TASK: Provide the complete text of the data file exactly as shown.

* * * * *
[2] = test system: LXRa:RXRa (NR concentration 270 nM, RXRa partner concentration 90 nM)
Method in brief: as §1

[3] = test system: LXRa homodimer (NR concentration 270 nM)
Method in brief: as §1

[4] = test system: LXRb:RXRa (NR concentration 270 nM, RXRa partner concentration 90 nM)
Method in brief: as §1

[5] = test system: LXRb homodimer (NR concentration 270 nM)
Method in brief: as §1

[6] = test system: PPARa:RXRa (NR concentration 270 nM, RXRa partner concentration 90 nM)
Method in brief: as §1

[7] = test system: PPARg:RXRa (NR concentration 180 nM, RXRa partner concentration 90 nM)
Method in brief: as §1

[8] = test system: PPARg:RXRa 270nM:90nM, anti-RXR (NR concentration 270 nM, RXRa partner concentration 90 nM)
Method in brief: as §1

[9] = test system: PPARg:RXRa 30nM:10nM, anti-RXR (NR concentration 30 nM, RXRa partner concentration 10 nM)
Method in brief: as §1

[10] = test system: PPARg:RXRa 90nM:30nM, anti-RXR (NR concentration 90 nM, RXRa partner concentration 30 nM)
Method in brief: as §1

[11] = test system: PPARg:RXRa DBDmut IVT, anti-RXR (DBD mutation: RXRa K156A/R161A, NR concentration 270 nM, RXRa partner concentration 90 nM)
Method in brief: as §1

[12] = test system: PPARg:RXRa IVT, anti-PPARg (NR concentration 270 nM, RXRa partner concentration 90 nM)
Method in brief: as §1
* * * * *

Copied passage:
[2] = test system: LXRa:RXRa (NR concentration 270 nM, RXRa partner concentration 90 nM)
Method in brief: as §1

[3] = test system: LXRa homodimer (NR concentration 270 nM)
Method in brief: as §1

[4] = test system: LXRb:RXRa (NR concentration 270 nM, RXRa partner concentration 90 nM)
Method in brief: as §1

[5] = test system: LXRb homodimer (NR concentration 270 nM)
Method in brief: as §1

[6] = test system: PPARa:RXRa (NR concentration 270 nM, RXRa partner concentration 90 nM)
Method in brief: as §1

[7] = test system: PPARg:RXRa (NR concentration 180 nM, RXRa partner concentration 90 nM)
Method in brief: as §1

[8] = test system: PPARg:RXRa 270nM:90nM, anti-RXR (NR concentration 270 nM, RXRa partner concentration 90 nM)
Method in brief: as §1

[9] = test system: PPARg:RXRa 30nM:10nM, anti-RXR (NR concentration 30 nM, RXRa partner concentration 10 nM)
Method in brief: as §1

[10] = test system: PPARg:RXRa 90nM:30nM, anti-RXR (NR concentration 90 nM, RXRa partner concentration 30 nM)
Method in brief: as §1

[11] = test system: PPARg:RXRa DBDmut IVT, anti-RXR (DBD mutation: RXRa K156A/R161A, NR concentration 270 nM, RXRa partner concentration 90 nM)
Method in brief: as §1

[12] = test system: PPARg:RXRa IVT, anti-PPARg (NR concentration 270 nM, RXRa partner concentration 90 nM)
Method in brief: as §1